While all this is happening I'm trying to keep up, but I'm definitely behind on all the other students. I honestly felt like I was inhibiting the class at this point.

When in the deep end is when things started getting really uncomfortable for me. Maybe it was a combination of trying to keep up, but all of sudden the fear set in. My mask kept trickling water, and I couldn't clear it well. It also kept fogging when there was no water in it. The mask was new, but I did take a lighter to it to burn off whatever silicone I could.

I guess everything combined I kind of panicked and told him I needed to go up. As I was going up I saw him shake his head under water. He came up and asked me if I was okay. I told him I was just really uncomfortable. He said he could see it in my eyes, but said "you're going to get water in your mask and your regulator." It was kind of like a "just deal with it" moment.

At this point I guess there was no recovering. I tried to go back under water and I lasted about 10 seconds. My body just wanted to take fast deep breaths on the regulator, which is very hard. I felt like I couldn't get the air I need. I closed my eyes and was trying to calm, but my body just kept feeling worse. My hamstrings were killing me, my feet were cramping at this point, and I thought I was going to drown.

I surfaced and he came up and said he saw it in my eyes again. At this point, I had failed. I was asked about my mask and if I put toothpaste on it. He noticed it fogging. I told him I did the lighter, in which the response was that I didn't do a good job of it, and to use toothpaste. Noted. As for the wide eyes and falling at this point, he told me it was okay and that it took him several tries to get his certification as well. He said he had the same fear and it took him 4 class sessions before it went away.

I was told I have to stay in the pool and observe, because if I left, the next course will cost the full amount again, as opposed to a pool free the next time I can take it to try and get through this again.

I tried to observe what I could, and even tried to go under to get comfortable, but for some reason, my mind was just gone. I couldn't even get comfortable with breathing through a snorkel.

I've snorkeled on every vacation I've gone on. I don't have an issue with that, but in the pool after everything, it felt like I was still underwater.

I was told I could participate in the other portions if I want, but obviously everything is streamlined, so I can't jump some skills, get credit, then come back to other ones later. It didn't matter. Anything under water I was just scared at this point. I couldn't get back under and I couldn't get my breathing under control.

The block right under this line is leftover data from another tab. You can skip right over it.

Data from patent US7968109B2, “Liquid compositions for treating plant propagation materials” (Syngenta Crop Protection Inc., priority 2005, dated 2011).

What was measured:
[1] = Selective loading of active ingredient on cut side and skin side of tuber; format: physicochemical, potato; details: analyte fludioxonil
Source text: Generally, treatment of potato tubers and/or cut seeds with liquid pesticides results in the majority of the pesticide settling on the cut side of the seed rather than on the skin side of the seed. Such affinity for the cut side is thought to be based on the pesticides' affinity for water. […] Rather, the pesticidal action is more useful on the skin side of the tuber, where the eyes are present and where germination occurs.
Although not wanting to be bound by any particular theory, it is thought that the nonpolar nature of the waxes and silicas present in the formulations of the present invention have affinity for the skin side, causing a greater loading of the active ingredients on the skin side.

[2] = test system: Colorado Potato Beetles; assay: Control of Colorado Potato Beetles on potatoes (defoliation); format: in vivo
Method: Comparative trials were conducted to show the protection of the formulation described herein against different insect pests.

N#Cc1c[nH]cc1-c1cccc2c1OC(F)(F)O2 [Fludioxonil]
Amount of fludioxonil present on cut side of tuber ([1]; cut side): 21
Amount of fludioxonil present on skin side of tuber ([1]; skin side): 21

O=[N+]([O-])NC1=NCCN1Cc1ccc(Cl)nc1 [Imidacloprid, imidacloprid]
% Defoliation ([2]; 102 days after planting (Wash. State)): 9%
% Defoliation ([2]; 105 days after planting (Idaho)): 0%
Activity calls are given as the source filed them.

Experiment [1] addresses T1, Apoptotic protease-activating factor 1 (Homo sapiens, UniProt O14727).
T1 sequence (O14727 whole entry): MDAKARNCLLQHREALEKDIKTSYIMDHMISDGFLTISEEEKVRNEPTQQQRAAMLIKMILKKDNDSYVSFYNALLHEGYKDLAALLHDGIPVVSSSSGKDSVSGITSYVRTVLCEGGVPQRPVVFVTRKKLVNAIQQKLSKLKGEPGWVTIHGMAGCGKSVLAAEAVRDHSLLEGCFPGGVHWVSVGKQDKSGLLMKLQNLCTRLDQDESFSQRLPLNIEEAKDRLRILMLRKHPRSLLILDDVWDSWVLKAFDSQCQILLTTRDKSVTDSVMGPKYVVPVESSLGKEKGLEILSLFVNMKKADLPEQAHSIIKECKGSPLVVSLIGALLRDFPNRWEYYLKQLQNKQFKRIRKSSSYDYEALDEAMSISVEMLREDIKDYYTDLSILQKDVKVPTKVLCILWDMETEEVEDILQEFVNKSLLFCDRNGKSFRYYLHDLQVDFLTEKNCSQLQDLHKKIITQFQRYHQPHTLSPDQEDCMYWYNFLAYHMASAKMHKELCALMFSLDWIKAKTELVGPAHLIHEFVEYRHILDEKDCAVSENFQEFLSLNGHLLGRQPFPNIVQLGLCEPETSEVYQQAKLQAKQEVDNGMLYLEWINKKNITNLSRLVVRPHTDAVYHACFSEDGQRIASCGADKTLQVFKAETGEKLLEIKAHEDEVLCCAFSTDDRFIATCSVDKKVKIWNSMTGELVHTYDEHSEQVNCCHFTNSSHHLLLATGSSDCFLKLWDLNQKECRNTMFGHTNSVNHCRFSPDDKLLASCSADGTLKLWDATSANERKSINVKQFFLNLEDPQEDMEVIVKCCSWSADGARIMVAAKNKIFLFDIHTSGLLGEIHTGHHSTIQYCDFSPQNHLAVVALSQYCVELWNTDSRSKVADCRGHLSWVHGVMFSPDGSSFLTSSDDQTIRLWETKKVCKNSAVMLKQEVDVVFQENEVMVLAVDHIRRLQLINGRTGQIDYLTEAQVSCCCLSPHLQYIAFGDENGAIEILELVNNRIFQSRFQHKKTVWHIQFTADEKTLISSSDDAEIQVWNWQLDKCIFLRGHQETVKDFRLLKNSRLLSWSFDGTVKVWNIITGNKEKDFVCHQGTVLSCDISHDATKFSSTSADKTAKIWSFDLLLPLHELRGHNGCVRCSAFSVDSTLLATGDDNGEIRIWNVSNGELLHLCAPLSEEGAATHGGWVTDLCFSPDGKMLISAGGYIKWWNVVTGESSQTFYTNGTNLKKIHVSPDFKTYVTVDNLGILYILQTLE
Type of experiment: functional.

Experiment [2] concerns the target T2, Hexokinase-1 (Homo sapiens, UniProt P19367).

I don't really know how I went downhill so fast. It was incredibly discouraging.

I left that class feeling pretty awful about my performance, all to tell my wife about how I failed it, which she was very supportive of, gave her feedback, and has some ideas to help me. I think it took her off guard considering my technical history of flying, and other variants of fairly extreme training.

Underwater was just different, and the oddest thing has happened since.

I don't really know how to explain it, but once the lights went off for bed last night, I felt like I was boxed in under water It was bizarre and claustrophobic like. I don't know what happened but I actually had to sleep on the couch in my kitchen with the ice maker light on in order to feel comfortable again. This is something I've never had to do in my life. I didn't even have a night light as a child.

I don't really know how to go from here. I think one thing is the multi student class session isn't for me. I probably need a personal instructor so I can move at a slower pace.

My wife thinks I just need to start breathing on a regulator with compressed air sitting on our couch to get used to it. She said it costs about $5 for a tank and she can hook up her regulator for me and just work my lungs with it.

Then to probably just goto a pool that would allow for us to just sit in the Shallow end and get comfortable breathing under water. The deep end is where I started losing it during the course.

I probably need a proper fitting wet suit. I think it was just too tight around my legs and was cutting off the circulation. I, obviously, need either new fins or boots.

As much as the claustrophobia, fear of drowning, fear of not being able to get a full breath of air, hit me on my first ever experience under water, I still want to continue and try. I'm never one to give up on anything. I understand I may have limitations on my body and my breathing may just not work under water, in which if I can't dive, it is what it is, but still disappointing.

Any tips for these issues? I'm trying not to be shell shocked going back into the water again, but it's eating away at my mind.

Thanks for any tips. I apologize if this comes off as depressing or whining or anything. That is not my intention. This is more genuine story telling of my initial experience. I embrace failure as a chance to learn, and being a pilot I have faced many adversities, failures and losses to get where I'm at.